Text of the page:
That is how our kids feel at school. Once they start to learn one skill, they are quickly asked to do it in conjunction with other skills – none of which they are confident and proficient in on their own, let alone combined.

During testing, both formal and informal, nearly every single one of my kids comes out the same way: when comprehension is measured without the addition of decoding demands, they show a higher comprehension level.

An explanation:

The kids I work with have language and learning challenges. Many of them have a language disorder, many of them have dyslexia or other reading disorders. I have an 8th grader who comprehends at a 2nd grade level, and many of our 4th graders are still learning sounds that make up digraphs and trigraphs (-dge, ch-). Amidst their learning what the letters sound like, what the sound combinations are, they are also practicing comprehension – understanding what the words mean. And, without question, this is where the breakdown occurs.

Imagine you are an English speaker, learning Hebrew. You have learned the symbols and letters and sometimes remember a few sight words: animals, colors, clothing. Now, you are given a paragraph. I can do this, you think to yourself. You spend every ounce of brain energy remembering the letters, sounding out the consonants and vowels, putting the sounds together, word after word after word. You read the entire thing. Yes! I did it. Then your teacher smiles, and says, “Okay, great reading. Now, we are going to answer some comprehension questions about what you read.” What? you think to yourself. I have no idea what that meant. You go through it a second time. You blend consonants and vowels. You sometimes forget how to pronounce a letter and get corrected. You have a word done. Oh, you think to yourself.  I don’t even know what that word means. You try to re-read it, seeing if it’ll jog your memory, but you have to just sound it out all over again. You think it means “dog.” You get to the next word. It takes you so long to sound it out correctly that, you’ve forgotten what the word before it meant.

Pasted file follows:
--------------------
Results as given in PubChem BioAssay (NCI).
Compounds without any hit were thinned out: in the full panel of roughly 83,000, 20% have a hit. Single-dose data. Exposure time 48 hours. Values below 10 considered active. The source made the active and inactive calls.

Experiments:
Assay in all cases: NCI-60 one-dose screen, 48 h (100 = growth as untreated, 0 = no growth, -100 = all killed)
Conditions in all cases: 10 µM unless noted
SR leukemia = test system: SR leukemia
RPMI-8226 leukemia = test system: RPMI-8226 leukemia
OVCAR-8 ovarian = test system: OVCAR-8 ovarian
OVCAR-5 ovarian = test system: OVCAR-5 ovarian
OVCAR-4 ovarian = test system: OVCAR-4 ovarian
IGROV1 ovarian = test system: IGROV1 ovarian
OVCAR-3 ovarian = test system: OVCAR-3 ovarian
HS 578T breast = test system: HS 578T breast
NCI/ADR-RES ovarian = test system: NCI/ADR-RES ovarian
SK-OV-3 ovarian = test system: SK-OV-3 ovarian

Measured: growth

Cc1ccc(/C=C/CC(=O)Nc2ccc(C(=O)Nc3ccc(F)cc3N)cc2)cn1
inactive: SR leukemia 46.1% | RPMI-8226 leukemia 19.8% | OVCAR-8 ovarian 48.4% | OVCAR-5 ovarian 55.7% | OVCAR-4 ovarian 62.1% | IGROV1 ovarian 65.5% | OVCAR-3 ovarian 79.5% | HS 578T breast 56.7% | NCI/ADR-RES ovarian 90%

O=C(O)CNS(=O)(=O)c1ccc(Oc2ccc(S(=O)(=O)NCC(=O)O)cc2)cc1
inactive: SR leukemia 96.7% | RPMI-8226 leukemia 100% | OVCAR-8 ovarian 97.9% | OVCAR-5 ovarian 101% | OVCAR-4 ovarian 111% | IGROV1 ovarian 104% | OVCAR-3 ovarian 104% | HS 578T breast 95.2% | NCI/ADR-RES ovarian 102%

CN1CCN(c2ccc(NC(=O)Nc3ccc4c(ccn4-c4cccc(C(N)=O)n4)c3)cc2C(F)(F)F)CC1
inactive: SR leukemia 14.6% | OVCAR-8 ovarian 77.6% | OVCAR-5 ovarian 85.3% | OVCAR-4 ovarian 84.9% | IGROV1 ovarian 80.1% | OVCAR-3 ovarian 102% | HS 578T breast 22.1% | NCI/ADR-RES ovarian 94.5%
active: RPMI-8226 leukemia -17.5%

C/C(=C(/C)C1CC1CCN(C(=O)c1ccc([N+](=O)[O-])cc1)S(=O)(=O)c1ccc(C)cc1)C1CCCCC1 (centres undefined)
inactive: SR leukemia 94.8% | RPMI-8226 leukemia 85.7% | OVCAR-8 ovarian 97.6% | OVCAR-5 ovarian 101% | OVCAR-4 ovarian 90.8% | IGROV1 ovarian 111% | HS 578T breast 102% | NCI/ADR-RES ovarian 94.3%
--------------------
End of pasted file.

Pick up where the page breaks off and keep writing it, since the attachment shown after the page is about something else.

You’re exhausted. You’re defeated. You feel stupid and unsuccessful.

This is what happens to my kids. Whenever possible, the goal of the assignment needs to be determined, I write in my evaluation reports. If the goal is decoding [sounding out words, blending sounds together], Jen should work on such skills without being asked to comprehend. If the goal is comprehension [making meaning/demonstrating understanding of a piece of text], Jen should have access to text-to-speech, or have a teacher/parent read the text to her, effectively bypassing her decoding deficits and truly focusing in on what she can comprehend. If decoding and comprehension are worked on simultaneously, Jen will likely demonstrate a lower level of comprehension, as all of her energy will be spent decoding.

So, I will continue to recommend, suggest, encourage: determine the goal of the assignment.

If the goal is neatness of handwriting, ignore incorrect spelling.

If the goal is comprehension, read the text to them.

If the goal is expression of ideas, let them say their answers aloud instead of writing.

If the goal is juggling, ignore their posture.

Determine the goal.